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using System;
using System.Collections.Generic;
using System.Linq;
using System.Text;

namespace ContructorChaining
{
    class AdditionOdMultipleNum
    {
        public AdditionOdMultipleNum(int a)
        {
            Console.WriteLine("sum of {0},1 is : {1}", a, (a + 1));

        }
        public AdditionOdMultipleNum(int a,int b)
            :this(a)
        {
            Console.WriteLine("sum of {0},{1} is : {2}", a, b, (a + b));
        }
        public AdditionOdMultipleNum(int a,int b,int c)
            :this(a ,b)
        {
            Console.WriteLine("sum of {0},{1},{2} is : {3}", a, b, c, (a + b + c));
        }
    }

    class Program
    {
        static void Main(string[] args)
        {
            AdditionOdMultipleNum addnum = new AdditionOdMultipleNum(2, 2, 6);

            Console.ReadKey(true);
        }
    }
}

In above example the output shown by the program, is 3,4,10 So, is it possible to see output in fashion 10,4,3

In other words can I change the order of execution of constructors i.e. Constructor with 3 parameters(with output) then it calls Constructor with 2 parameters(with output) finally it calls Constructor with 1 parameters(with output)

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Why would you want to??? I do not see a good cause for this behavior. –  abelenky Dec 19 '13 at 20:56

3 Answers 3

up vote 0 down vote accepted

This sort of chaining is not directly possible; however you may be able to accomplish something similar with a factory method:

class AdditionOdMultipleNum
{
    private AdditionOdMultipleNum() {}
    // A private constructor means that only methods 
    // within this class can construct new object directly
    // so let's make some factory methods:

    public static AdditionOdMultipleNum Create(int a)
    {
        Console.WriteLine("sum of {0},1 is : {1}", a, (a + 1));
        AdditionOdMultipleNum instance = new AdditionOdMultipleNum();
        // you can modify the instance here
        return instance;

    }
    public static AdditionOdMultipleNum Create(int a,int b)
    {
        Console.WriteLine("sum of {0},{1} is : {2}", a, b, (a + b));
        AdditionOdMultipleNum instance = Create(a);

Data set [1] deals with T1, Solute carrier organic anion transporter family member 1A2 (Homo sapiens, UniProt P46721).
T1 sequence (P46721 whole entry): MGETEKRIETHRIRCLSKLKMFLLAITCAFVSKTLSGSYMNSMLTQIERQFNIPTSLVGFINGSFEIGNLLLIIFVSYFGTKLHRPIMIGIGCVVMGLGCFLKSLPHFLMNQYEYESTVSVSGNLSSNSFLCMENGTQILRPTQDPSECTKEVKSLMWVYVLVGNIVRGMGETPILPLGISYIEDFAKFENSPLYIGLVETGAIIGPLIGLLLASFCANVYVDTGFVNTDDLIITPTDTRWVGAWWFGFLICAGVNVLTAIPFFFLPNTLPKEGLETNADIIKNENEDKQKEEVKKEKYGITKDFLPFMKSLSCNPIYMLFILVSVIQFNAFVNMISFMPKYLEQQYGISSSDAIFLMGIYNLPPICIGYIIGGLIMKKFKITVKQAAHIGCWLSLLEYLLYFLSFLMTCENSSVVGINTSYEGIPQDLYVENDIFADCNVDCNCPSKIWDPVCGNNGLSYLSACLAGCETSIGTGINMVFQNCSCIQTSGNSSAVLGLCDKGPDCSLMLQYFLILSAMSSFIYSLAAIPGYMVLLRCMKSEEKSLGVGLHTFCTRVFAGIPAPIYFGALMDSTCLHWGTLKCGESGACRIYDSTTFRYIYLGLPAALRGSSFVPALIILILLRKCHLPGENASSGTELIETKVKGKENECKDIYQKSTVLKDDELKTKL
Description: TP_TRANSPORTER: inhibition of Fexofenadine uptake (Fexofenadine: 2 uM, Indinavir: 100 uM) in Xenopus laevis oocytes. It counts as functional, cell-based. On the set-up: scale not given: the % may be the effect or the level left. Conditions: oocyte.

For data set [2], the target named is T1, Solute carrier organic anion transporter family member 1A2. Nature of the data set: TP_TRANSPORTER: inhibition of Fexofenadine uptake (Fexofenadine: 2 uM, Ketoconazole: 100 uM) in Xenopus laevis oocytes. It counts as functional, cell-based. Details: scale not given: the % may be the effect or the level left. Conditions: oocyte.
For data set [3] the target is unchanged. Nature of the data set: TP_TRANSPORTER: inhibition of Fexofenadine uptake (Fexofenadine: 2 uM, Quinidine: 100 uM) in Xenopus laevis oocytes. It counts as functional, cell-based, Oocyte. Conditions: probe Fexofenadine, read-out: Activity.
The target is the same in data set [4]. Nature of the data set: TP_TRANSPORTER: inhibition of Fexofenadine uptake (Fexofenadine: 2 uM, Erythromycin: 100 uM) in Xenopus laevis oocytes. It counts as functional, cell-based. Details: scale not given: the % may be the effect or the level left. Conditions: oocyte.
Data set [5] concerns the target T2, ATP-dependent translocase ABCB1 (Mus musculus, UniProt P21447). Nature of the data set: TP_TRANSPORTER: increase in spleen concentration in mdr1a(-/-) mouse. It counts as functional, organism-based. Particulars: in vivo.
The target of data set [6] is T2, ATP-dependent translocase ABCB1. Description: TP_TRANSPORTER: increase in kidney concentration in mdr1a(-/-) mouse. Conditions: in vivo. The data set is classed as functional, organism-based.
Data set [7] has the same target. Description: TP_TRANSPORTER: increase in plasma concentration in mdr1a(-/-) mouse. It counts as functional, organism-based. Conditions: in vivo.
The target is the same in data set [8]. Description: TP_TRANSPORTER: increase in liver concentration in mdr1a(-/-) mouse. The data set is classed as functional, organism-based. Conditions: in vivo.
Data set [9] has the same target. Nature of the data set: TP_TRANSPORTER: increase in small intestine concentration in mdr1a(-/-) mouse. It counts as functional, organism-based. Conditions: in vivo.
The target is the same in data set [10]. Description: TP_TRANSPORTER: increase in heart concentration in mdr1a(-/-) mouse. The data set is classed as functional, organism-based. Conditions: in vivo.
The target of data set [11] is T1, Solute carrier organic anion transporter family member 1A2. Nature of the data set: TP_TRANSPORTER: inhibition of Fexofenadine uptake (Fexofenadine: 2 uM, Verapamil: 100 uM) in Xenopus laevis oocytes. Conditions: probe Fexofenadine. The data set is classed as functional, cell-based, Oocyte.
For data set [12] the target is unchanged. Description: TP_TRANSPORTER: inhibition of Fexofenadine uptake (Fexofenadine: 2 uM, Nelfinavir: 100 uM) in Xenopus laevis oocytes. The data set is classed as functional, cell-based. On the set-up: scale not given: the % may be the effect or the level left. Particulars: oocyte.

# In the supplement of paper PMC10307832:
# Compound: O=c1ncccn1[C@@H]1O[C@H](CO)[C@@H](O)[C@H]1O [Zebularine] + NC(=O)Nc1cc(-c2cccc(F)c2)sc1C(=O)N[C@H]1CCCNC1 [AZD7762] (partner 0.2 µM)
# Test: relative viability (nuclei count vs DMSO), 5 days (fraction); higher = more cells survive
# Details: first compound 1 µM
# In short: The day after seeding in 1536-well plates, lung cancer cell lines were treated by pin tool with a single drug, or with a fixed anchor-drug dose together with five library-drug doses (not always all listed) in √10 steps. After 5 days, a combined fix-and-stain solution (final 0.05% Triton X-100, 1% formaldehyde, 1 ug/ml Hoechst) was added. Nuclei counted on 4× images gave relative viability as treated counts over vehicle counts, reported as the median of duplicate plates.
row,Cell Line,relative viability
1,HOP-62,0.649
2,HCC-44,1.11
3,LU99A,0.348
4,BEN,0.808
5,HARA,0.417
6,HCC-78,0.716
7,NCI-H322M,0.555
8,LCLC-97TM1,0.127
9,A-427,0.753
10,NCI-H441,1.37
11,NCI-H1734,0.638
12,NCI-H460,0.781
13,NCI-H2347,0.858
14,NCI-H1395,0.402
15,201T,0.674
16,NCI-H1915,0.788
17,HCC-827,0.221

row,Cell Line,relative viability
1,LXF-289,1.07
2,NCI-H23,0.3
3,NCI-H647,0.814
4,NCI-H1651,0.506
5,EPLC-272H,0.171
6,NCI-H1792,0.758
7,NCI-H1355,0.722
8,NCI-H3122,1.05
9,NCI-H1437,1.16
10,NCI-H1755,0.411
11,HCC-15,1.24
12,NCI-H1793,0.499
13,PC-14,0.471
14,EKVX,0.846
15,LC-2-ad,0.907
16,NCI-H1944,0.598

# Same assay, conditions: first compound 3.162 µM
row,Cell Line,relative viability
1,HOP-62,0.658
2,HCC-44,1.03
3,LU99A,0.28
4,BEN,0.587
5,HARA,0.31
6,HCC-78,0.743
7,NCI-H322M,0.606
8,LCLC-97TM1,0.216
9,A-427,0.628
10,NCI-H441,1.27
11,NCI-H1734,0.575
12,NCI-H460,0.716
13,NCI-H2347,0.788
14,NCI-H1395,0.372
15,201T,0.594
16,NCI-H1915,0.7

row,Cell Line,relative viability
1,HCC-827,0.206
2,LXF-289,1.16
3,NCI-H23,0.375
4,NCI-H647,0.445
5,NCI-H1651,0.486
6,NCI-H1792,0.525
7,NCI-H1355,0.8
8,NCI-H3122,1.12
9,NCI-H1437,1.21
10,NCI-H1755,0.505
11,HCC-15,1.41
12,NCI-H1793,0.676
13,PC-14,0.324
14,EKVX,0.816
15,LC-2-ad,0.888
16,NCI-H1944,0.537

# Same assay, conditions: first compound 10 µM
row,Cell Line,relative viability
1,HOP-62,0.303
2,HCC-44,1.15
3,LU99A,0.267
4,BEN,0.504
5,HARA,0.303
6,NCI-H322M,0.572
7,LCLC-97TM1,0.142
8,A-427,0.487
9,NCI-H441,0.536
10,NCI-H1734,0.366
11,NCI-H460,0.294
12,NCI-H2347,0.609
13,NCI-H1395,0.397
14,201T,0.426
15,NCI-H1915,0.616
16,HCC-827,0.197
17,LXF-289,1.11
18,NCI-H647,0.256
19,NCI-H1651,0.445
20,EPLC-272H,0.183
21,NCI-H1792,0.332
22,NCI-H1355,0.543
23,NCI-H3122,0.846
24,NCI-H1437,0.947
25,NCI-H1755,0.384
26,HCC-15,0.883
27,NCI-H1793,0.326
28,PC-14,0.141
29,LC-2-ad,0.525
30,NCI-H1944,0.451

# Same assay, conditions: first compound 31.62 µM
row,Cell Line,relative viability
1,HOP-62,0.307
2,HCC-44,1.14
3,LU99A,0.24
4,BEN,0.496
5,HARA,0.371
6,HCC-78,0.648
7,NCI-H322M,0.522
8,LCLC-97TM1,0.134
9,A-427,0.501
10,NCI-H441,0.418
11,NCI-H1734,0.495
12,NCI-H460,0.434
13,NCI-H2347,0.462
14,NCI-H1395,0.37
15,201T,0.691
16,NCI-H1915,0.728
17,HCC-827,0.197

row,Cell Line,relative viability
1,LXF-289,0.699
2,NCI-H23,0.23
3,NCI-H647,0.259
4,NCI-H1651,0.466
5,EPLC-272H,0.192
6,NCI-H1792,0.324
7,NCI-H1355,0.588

// you can modify the instance here
        return instance;

    }
    public static AdditionOdMultipleNum Create(int a,int b,int c)
    {
        Console.WriteLine("sum of {0},{1},{2} is : {3}", a, b, c, (a + b + c));
        AdditionOdMultipleNum instance = Create(a, b);
        // you can modify the instance here
        return instance;
    }
}

Now you could call

 AdditionOdMultipleNum addnum = AdditionOdMultipleNum.Create(2, 2, 6);

This will result in the output in the desired order 10, 4, 3

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Note that with this strategy you won't be able to interact with instance fields until after the call to Create, which may or may not be prohibitive to using this technique. –  Servy Dec 19 '13 at 21:15

Offload all of the constructors to methods, thus allowing you to provide the exact semantics that you want by having the methods call each other whereever you want within the method body:

class AdditionOdMultipleNum
{
    public AdditionOdMultipleNum(int a)
    {
        Init(a);
    }
    public AdditionOdMultipleNum(int a, int b)
    {
        Init(a, b);
    }
    public AdditionOdMultipleNum(int a, int b, int c)
    {
        Init(a, b, c);
    }

    private void Init(int a)
    {
        Console.WriteLine("sum of {0},1 is : {1}", a, (a + 1));
    }
    private void Init(int a, int b)
    {
        Console.WriteLine("sum of {0},{1} is : {2}", a, b, (a + b));
        Init(a);
    }
    private void Init(int a, int b, int c)
    {
        Console.WriteLine("sum of {0},{1},{2} is : {3}", a, b, c, (a + b + c));
        Init(a, b);
    }
}
share|improve this answer

Not possible. When a constructor chains to another constructor, the body of that other constructor runs before the body of the first constructor. That can't be changed.

This seems like a simplified/contrived example though (you may have simplified it for posting so it's easy to understand, which is a good thing, thank you); maybe if you can describe your real scenario, someone might be able to suggest a tweak or design change to make it behave the way you want?

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Thanks for your time, it was just for my knowledge. –  Gaurav Dec 31 '13 at 17:14

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